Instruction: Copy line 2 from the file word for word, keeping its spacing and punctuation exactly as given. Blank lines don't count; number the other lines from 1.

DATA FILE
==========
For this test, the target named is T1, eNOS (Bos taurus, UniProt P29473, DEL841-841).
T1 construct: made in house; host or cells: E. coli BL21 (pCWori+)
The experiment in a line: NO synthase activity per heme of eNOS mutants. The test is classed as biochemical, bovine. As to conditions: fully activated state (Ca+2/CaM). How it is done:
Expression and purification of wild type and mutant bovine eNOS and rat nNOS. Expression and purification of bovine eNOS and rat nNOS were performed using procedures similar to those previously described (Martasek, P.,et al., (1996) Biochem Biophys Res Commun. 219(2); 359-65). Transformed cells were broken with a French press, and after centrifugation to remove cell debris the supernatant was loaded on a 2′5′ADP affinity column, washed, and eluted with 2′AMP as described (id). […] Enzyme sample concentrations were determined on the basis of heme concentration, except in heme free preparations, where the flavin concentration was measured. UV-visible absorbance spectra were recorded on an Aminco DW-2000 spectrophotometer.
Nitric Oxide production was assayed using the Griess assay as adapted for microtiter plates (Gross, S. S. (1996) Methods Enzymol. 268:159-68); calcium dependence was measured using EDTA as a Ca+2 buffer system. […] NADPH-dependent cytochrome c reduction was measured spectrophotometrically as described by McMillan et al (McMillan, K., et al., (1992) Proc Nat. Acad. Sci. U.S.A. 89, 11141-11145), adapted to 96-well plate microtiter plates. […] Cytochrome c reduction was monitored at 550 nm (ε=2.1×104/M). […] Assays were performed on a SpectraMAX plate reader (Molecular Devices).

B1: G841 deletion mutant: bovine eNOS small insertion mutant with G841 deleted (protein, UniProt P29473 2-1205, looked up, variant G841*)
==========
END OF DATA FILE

T1 construct: made in house; host or cells: E. coli BL21 (pCWori+)